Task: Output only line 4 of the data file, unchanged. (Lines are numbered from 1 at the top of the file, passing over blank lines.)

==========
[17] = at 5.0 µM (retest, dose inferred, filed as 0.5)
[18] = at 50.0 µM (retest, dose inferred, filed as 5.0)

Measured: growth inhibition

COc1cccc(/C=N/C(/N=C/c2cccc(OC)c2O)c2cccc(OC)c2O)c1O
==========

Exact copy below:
COc1cccc(/C=N/C(/N=C/c2cccc(OC)c2O)c2cccc(OC)c2O)c1O